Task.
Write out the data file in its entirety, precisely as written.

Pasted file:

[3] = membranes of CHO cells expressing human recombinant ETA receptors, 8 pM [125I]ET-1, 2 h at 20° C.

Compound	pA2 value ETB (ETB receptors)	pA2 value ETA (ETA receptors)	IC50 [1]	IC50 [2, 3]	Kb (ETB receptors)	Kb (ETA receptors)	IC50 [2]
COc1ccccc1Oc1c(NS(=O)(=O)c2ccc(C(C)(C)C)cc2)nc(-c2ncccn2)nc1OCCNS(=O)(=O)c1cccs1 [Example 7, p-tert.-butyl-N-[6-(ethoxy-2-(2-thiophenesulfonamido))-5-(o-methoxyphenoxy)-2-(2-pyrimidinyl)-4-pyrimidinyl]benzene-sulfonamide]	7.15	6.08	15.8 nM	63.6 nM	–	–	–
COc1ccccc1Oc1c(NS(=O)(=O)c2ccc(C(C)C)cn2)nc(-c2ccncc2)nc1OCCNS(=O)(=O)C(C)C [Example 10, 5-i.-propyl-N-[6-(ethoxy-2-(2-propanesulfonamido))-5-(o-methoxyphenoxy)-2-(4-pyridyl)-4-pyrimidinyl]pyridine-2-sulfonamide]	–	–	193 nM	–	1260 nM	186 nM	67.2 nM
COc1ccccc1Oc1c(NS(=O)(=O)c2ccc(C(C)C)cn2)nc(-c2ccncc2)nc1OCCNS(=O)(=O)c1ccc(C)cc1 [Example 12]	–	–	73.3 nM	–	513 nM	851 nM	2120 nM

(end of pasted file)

[3] = membranes of CHO cells expressing human recombinant ETA receptors, 8 pM [125I]ET-1, 2 h at 20° C.

Compound	pA2 value ETB (ETB receptors)	pA2 value ETA (ETA receptors)	IC50 [1]	IC50 [2, 3]	Kb (ETB receptors)	Kb (ETA receptors)	IC50 [2]
COc1ccccc1Oc1c(NS(=O)(=O)c2ccc(C(C)(C)C)cc2)nc(-c2ncccn2)nc1OCCNS(=O)(=O)c1cccs1 [Example 7, p-tert.-butyl-N-[6-(ethoxy-2-(2-thiophenesulfonamido))-5-(o-methoxyphenoxy)-2-(2-pyrimidinyl)-4-pyrimidinyl]benzene-sulfonamide]	7.15	6.08	15.8 nM	63.6 nM	–	–	–
COc1ccccc1Oc1c(NS(=O)(=O)c2ccc(C(C)C)cn2)nc(-c2ccncc2)nc1OCCNS(=O)(=O)C(C)C [Example 10, 5-i.-propyl-N-[6-(ethoxy-2-(2-propanesulfonamido))-5-(o-methoxyphenoxy)-2-(4-pyridyl)-4-pyrimidinyl]pyridine-2-sulfonamide]	–	–	193 nM	–	1260 nM	186 nM	67.2 nM
COc1ccccc1Oc1c(NS(=O)(=O)c2ccc(C(C)C)cn2)nc(-c2ccncc2)nc1OCCNS(=O)(=O)c1ccc(C)cc1 [Example 12]	–	–	73.3 nM	–	513 nM	851 nM	2120 nM